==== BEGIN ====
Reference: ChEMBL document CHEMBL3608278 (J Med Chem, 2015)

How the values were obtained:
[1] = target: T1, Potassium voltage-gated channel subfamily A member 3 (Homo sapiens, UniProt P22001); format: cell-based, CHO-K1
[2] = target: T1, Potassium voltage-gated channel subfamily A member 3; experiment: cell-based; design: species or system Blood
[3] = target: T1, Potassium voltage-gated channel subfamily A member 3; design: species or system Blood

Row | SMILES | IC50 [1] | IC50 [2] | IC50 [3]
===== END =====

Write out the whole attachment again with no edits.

Reference: ChEMBL document CHEMBL3608278 (J Med Chem, 2015)

How the values were obtained:
[1] = target: T1, Potassium voltage-gated channel subfamily A member 3 (Homo sapiens, UniProt P22001); format: cell-based, CHO-K1
[2] = target: T1, Potassium voltage-gated channel subfamily A member 3; experiment: cell-based; design: species or system Blood
[3] = target: T1, Potassium voltage-gated channel subfamily A member 3; design: species or system Blood

Row | SMILES | IC50 [1] | IC50 [2] | IC50 [3]